For me the virtue of understanding this sort of revolutionary proposal is not because I agree with it – because I wholeheartedly and passionately disagree – but because it focuses one’s own response – and in order to let it do its work properly you need to look at the strongest, most plausible, most empathetic version and then use it as a whetstone.

  10. MichaelA says:

    #9, if your first point is meant to be a response to me, then it is wide of the mark.

    “The current theological crisis (or the one before that, or the one before that etc.)” are precisely the major cause of the current decline. They are all, in the end, the same theological crisis: an unwillingness to stand on the truths of scripture, and to prefer the current thinking that is popular in the world. That has many inevitable results, and one of them is that ordinary people lose respect for the Church. Another is that those who stand on the truths of scripture find that there are points beyond which they are not prepared to move.

    Hence why Linda Woodhouse’s article in the end offers nothing more helpful to the CofE than the reports she critiques.
    [blockquote] “English parishes as a whole have faced decline on every measure of participation for, let’s say minimally, 50 years.” [/blockquote]
    Of course, and that decline has been very obviously due to theological causes. When the Bishop of Woolwich can publicly call for situational ethics in 1963, and the Archbishop of Canterbury can only give an ineffectual answer, you know that the reputation of the Church as a spiritual guide and pillar is headed downhill.

    But that is history and I was referring to the CofE as it is now. The current crisis can only be averted if the leaders of the CofE acknowledge that there is a theological divide between them and the orthodox evangelicals and Anglo-Catholics. It is true that that divide is essentially the same as that which existed between the liberal Bishop Robinson in 1963 and the “traditionalists” who opposed him (such as C. S. Lewis), which could be encapsulated as, “does scripture and tradition guide the church or not?”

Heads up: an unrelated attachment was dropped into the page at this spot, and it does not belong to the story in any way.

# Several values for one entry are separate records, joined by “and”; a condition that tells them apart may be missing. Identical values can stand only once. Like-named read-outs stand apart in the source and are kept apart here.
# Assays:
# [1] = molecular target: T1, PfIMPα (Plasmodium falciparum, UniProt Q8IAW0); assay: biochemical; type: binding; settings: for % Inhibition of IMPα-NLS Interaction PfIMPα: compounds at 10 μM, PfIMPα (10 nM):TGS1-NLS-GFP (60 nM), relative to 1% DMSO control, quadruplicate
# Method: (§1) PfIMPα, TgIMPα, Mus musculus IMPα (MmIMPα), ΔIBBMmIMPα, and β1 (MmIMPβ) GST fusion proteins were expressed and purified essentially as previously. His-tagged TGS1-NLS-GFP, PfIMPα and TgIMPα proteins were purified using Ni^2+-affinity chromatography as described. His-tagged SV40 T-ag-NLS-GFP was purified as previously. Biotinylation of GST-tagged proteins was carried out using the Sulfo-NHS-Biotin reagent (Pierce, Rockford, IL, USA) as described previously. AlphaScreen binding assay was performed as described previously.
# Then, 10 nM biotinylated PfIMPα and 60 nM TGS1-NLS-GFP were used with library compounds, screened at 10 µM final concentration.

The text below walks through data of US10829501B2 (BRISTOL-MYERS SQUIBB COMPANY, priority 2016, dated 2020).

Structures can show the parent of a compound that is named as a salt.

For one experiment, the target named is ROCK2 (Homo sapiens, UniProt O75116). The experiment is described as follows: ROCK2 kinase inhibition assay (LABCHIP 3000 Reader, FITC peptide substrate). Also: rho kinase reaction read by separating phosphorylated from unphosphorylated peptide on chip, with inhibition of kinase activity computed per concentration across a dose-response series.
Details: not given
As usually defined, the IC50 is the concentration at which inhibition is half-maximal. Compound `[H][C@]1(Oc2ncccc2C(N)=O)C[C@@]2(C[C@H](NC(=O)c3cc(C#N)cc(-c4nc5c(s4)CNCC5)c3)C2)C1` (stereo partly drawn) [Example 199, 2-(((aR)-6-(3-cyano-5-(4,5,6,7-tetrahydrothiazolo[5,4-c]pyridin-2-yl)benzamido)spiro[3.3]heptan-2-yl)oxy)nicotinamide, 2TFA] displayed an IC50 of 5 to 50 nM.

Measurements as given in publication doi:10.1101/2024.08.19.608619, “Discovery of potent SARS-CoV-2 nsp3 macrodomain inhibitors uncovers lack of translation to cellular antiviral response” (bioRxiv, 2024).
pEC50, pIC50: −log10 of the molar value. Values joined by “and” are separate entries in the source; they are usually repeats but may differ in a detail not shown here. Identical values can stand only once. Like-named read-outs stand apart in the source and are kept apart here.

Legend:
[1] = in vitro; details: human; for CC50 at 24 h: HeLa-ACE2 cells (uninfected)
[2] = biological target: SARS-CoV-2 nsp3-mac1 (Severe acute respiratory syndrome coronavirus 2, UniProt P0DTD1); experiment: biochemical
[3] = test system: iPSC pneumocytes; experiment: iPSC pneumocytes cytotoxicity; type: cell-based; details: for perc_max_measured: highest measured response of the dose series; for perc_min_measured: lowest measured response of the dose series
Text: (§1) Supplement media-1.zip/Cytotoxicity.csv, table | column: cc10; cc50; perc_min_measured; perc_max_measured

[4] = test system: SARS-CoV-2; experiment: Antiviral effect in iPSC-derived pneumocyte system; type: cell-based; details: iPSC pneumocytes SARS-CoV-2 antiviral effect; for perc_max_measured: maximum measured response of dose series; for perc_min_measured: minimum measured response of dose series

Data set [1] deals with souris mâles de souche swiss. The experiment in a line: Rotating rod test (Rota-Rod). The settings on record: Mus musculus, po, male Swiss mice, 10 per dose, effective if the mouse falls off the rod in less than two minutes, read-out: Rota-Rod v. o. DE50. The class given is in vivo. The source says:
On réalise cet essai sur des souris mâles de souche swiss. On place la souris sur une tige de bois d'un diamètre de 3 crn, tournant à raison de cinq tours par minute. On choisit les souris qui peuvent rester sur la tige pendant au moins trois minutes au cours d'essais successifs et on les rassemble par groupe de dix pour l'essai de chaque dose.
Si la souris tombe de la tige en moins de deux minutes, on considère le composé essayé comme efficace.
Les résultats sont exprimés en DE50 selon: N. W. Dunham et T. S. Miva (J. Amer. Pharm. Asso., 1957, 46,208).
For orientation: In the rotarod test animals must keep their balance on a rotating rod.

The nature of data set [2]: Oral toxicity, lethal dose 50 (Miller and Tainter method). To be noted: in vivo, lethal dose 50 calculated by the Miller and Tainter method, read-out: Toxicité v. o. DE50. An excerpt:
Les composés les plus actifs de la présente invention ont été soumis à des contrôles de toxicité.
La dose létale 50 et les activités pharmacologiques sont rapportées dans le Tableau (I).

However, the current touchstone of the divide is women bishops, although only because orthodox evangelical congregations in the CofE have to a large extent been able to quarantine themselves from accepting women priests. But unless the CofE hierarchy can bring themselves to concede that the orthodox are worthy of respect – and that means permitting them an assured place in the church with their own bishops and priests who are not women – then the CofE will continue on its downward spiral.

    The fact that the CofE hierarchy cannot do that is due to their theology – they are so committed to their particular doctrine of equality that they cannot concede that male-only doctrines have any place in the Church of England. Hence the problem is at heart a theological one, and Linda Woodhouse, like the bishops, doesn’t get it.